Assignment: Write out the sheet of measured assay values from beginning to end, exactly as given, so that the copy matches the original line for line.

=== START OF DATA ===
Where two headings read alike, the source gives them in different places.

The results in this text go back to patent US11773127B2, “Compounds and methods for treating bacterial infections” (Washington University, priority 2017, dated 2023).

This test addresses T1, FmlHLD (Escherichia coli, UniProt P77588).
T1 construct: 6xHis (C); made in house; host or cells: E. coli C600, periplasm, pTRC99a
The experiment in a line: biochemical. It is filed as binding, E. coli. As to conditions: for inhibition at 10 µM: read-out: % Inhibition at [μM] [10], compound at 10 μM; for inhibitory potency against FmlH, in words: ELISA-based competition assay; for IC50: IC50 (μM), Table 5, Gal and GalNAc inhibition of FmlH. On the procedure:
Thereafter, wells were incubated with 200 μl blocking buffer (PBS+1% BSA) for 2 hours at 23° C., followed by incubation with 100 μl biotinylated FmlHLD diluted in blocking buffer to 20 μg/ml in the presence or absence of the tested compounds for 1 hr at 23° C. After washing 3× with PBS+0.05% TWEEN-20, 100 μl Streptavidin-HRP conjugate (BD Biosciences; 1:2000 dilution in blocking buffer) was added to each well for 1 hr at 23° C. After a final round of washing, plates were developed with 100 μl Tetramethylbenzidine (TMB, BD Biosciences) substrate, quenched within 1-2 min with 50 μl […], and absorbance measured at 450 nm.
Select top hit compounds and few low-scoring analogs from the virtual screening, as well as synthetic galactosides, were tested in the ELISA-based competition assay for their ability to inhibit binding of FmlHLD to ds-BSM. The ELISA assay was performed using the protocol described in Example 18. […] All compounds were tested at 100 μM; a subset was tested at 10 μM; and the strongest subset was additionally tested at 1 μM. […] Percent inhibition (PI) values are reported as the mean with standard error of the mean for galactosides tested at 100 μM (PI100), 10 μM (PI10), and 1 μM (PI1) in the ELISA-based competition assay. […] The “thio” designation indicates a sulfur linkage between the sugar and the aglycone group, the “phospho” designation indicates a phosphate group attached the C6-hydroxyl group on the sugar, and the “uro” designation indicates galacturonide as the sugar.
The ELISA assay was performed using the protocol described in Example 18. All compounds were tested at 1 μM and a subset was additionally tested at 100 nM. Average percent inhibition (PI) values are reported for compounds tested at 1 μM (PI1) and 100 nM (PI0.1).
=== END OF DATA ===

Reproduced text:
Where two headings read alike, the source gives them in different places.

The results in this text go back to patent US11773127B2, “Compounds and methods for treating bacterial infections” (Washington University, priority 2017, dated 2023).

This test addresses T1, FmlHLD (Escherichia coli, UniProt P77588).
T1 construct: 6xHis (C); made in house; host or cells: E. coli C600, periplasm, pTRC99a
The experiment in a line: biochemical. It is filed as binding, E. coli. As to conditions: for inhibition at 10 µM: read-out: % Inhibition at [μM] [10], compound at 10 μM; for inhibitory potency against FmlH, in words: ELISA-based competition assay; for IC50: IC50 (μM), Table 5, Gal and GalNAc inhibition of FmlH. On the procedure:
Thereafter, wells were incubated with 200 μl blocking buffer (PBS+1% BSA) for 2 hours at 23° C., followed by incubation with 100 μl biotinylated FmlHLD diluted in blocking buffer to 20 μg/ml in the presence or absence of the tested compounds for 1 hr at 23° C. After washing 3× with PBS+0.05% TWEEN-20, 100 μl Streptavidin-HRP conjugate (BD Biosciences; 1:2000 dilution in blocking buffer) was added to each well for 1 hr at 23° C. After a final round of washing, plates were developed with 100 μl Tetramethylbenzidine (TMB, BD Biosciences) substrate, quenched within 1-2 min with 50 μl […], and absorbance measured at 450 nm.
Select top hit compounds and few low-scoring analogs from the virtual screening, as well as synthetic galactosides, were tested in the ELISA-based competition assay for their ability to inhibit binding of FmlHLD to ds-BSM. The ELISA assay was performed using the protocol described in Example 18. […] All compounds were tested at 100 μM; a subset was tested at 10 μM; and the strongest subset was additionally tested at 1 μM. […] Percent inhibition (PI) values are reported as the mean with standard error of the mean for galactosides tested at 100 μM (PI100), 10 μM (PI10), and 1 μM (PI1) in the ELISA-based competition assay. […] The “thio” designation indicates a sulfur linkage between the sugar and the aglycone group, the “phospho” designation indicates a phosphate group attached the C6-hydroxyl group on the sugar, and the “uro” designation indicates galacturonide as the sugar.
The ELISA assay was performed using the protocol described in Example 18. All compounds were tested at 1 μM and a subset was additionally tested at 100 nM. Average percent inhibition (PI) values are reported for compounds tested at 1 μM (PI1) and 100 nM (PI0.1).